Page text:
City Hall protesters still determined after 42 days, despite forced relocation

Black Lives Matter demonstrators marched from Los Angeles police headquarters to City Hall on July 12, 2016, in protest of the Los Angeles Board of Police Commissioners ruling that officers fatal shooting of a 30-year-old black woman, Redel Kentel Jones, in August 2015 was
Black Lives Matter demonstrators marched from Los Angeles police headquarters to City Hall on July 12, 2016, in protest of the Los Angeles Board of Police Commissioners ruling that officers fatal shooting of a 30-year-old black woman, Redel Kentel Jones, in August 2015 was "within policy."
Frank Stoltze/KPCC

Listen to story

00:52
Download this story 0.0MB

Protesters from Black Lives Matter relocated to a cramped sidewalk across the street from Los Angeles City Hall after city workers enforced a strict policy that prevents anyone from occupying the area outside of City Hall overnight.

On Monday, 42 days after the protest began, about a dozen people sat in folding chairs in their new location, saying "good afternoon" and "hello" to people walking past them.

"As long as we leave enough room for them [on the sidewalk] to walk through, we're good," said Jasmine Abdullah, a member of Black Lives Matter.

The protest started in July after the Los Angeles Police Commission ruled that police officer Brett Ramirez acted in line with the department's deadly force rules when he shot and killed 30-year-old Redel Jones last year.

Hundreds of protesters showed up during the initial days of the demonstration. A much smaller group ate burritos Monday, surrounded by posters with "Fire Chief Beck" written on them​.

"Our whole thing is to stay here," Abdullah said, pointing to City Hall. "We want to show what true black resistance and resilience is."

The strict municipal code, enforced by the L.A. Department of Public Works, is aimed at keeping public areas clean and accessible.

Elena Stern, a department spokesperson, said the code enforcement was not intended as an eviction of the protesters. Rather, she said, their personal property had accumulated to a point that it overwhelmed the City Hall space.

"This is what we do in sanitation," she said. "In front of City Hall, and it's down in Studio City and in San Pedro and anywhere that is considered in the public's right of way."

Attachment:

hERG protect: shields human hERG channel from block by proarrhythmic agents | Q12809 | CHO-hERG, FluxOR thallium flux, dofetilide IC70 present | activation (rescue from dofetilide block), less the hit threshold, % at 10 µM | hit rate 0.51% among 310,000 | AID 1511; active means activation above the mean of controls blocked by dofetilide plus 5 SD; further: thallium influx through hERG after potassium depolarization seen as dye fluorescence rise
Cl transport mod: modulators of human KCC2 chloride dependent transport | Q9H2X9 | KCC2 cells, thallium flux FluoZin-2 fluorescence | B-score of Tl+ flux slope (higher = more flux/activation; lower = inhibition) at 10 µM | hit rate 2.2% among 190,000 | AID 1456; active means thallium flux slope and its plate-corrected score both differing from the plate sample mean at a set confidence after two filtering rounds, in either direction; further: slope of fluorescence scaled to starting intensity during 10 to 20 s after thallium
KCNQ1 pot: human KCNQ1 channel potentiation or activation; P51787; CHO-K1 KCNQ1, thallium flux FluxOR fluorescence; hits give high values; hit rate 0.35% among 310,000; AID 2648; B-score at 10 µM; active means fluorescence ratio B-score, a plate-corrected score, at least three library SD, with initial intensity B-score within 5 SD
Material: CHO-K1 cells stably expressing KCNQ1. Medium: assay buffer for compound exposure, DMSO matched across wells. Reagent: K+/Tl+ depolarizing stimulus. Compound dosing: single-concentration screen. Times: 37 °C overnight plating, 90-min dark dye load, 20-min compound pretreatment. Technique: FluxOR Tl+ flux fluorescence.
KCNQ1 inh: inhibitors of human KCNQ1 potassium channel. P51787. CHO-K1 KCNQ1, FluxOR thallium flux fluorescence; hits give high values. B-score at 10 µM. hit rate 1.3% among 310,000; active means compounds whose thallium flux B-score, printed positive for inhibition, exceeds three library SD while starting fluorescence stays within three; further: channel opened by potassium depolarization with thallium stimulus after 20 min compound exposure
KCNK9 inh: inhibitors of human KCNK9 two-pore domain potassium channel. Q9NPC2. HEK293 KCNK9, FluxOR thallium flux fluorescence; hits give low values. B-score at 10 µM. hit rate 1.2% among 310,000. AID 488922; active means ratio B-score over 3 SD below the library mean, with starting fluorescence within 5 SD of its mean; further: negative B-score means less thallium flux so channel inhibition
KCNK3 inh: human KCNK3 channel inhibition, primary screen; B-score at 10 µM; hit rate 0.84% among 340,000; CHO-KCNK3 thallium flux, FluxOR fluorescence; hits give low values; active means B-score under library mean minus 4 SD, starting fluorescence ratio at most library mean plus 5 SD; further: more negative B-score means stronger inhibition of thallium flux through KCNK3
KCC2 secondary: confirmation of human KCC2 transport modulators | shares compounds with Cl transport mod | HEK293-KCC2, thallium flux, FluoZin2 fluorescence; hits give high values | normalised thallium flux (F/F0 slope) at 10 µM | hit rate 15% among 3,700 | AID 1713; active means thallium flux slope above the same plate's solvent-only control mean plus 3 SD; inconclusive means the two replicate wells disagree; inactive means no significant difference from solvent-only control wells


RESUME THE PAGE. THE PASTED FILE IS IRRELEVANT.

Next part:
To keep the space open and accessible, sanitation workers tape off the area beginning at 7 p.m., according to Stern.

Abdullah said the protesters will remain as close to City Hall as the law allows. But their 24/7 occupation, barbecues and other community events planned outside of City Hall this past weekend were impacted by the code enforcement. Demonstrators were crammed in a smaller section of the sidewalk further away from where they started.

"It doesn't concern me," Abdullah said. "But I am expecting them [city officials] to amp it up a little but."

LAPD Captain Andy Neiman said the protesters could return to the area directly outside of City Hall to demonstrate during the day when the public works department is not cleaning the area. 

"For now, as long as they stay out of the street and make room for other people to use the sidewalk, they're within their rights," he said. 

Protesters said police removed a portable toilet, tables and food they had purchased, making it difficult for many people to remain there 24/7.  

The group's demands remain the same: they want Mayor Eric Garcetti to fire Police Chief Charlie Beck. In a statement on July 15, Garcetti said he would be willing to meet with a small group of protesters in his office to discuss their concerns — an invitation Black Lives Matter members have since declined.

"We want him to come outside," Abdullah said.